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A property is often the major asset owned by an individual or a couple. Whilst care should be taken not to use it purely as an object of tax planning, certain steps might be considered by most couples (married or unmarried).

Joint ownership

There are two ways in which a property may be jointly owned by two or more persons:

1. Joint Tenants

This is the arrangement most often used by couples as it does mean an easy transfer of property to the survivor when a partner dies.
Holding a property as joint tenants means that on the death of one spouse (or partner) his or her interest in the property immediately and automatically passes to the surviving spouse or partner regardless of how long they survive you by, i.e. This cannot be prevented by anything said about the property in the Will.
All the surviving joint owner needs to prove absolute ownership of the property is the death certificate of his/her spouse or partner.
A benefit of joint tenancy is that it avoids the cost and delays involved in obtaining a grant or representation (Probate) on the death of the first joint tenant to die.
For the purpose of Inheritance Tax (IHT), if the survivor is a spouse the interest in the property is IHT exempt on first death. If the combined value of a husband and wife's assets (including the house) are greater than the nil-rate band, or there are children from a previous marriage, or there is a need for creditor protection then consideration might be given to owning the home as tenants-in-common. Coupled with the appropriate Will this can provide an opportunity for tax mitigation whilst ensuring security for the surviving spouse.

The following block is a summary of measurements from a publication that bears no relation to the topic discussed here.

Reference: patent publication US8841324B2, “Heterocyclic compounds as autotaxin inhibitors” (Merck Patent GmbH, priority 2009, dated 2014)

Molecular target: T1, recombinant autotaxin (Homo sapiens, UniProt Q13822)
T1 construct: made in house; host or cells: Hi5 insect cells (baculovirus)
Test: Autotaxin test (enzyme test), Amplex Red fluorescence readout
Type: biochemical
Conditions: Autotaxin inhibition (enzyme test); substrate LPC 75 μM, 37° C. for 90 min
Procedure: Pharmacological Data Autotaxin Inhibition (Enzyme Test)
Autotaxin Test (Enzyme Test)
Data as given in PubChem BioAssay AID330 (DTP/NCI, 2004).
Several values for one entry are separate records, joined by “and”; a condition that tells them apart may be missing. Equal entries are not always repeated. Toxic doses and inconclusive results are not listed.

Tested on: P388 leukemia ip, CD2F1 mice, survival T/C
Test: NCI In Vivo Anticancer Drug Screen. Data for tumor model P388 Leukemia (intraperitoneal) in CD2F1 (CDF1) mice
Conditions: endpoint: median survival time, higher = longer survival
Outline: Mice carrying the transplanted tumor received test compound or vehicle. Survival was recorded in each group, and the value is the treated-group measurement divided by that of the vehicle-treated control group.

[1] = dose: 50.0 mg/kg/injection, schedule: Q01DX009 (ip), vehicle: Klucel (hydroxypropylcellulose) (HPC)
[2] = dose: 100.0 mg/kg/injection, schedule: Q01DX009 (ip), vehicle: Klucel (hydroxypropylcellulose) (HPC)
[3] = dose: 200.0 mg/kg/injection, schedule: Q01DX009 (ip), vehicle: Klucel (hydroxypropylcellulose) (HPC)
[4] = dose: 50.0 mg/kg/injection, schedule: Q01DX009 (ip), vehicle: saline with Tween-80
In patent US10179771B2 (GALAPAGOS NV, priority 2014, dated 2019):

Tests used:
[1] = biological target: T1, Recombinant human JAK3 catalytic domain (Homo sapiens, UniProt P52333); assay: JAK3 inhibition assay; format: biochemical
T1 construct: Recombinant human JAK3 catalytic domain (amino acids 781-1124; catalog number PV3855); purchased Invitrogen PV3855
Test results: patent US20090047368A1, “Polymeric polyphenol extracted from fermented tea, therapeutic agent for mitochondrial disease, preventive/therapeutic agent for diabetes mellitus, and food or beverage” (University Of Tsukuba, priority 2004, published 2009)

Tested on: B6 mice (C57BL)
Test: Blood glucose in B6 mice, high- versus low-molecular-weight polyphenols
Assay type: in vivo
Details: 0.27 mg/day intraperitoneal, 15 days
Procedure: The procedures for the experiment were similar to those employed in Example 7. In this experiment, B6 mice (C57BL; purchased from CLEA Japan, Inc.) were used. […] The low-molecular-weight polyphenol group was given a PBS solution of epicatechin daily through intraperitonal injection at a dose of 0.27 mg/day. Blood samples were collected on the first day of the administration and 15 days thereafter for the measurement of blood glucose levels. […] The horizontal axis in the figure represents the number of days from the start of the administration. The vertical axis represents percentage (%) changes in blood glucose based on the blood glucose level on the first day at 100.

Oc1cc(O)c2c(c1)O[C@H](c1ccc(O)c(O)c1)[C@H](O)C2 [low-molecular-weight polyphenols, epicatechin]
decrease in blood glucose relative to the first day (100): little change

At the time of writing each person has a nil-rate band of £312,000. This is the amount they can leave before their estate would be liable to IHT. Tax will be charged at 40% on the sum above the nil band rate.

2. Tenants in common

Property owned under a tenancy in common passes by Will or on Intestacy (where there is no Will), and not automatically to the surviving co-owner. A tenancy in common allows the first spouse to die to leave his or her share away from the survivor. The effect could be shared ownership between the surviving spouse and children/step children or other relative(s). If the gift is made absolutely (without condition) it is possible that the child or other beneficiary may want the house sold to realise the inheritance.
Careful consideration needs to be made when deciding to sever a joint tenancy and how the estate will be distributed on first death to protect the surviving spouse and preserve the estate in an appropriate and practical manner.
Sometimes granting a life interest is the best way of protecting the surviving spouse from the possibility of losing the right to live in the matrimonial home. This has the effect of granting the survivor the right to live in the deceased's portion of the property but not ownership. On the death of the second spouse the property reverts to the children or other named beneficiaries. However, the occupant will be deemed to have had an interest in possession and no IHT saving is achieved.
An alternative solution is for a husband and wife to make Wills leaving an amount of assets up to the nil-rate band (and this can include their respective interest in the property) in a discretionary trust. The surviving spouse's right to the home is guaranteed as part-owner and first-named beneficiary.


Fiona and Simon own a house worth £300,000 together as tenants in common. They make Wills leaving their respective shares of the house to each other conditional on surviving at least 30 days, and if not to their son David. Fiona and Simon die within 1 year of one another.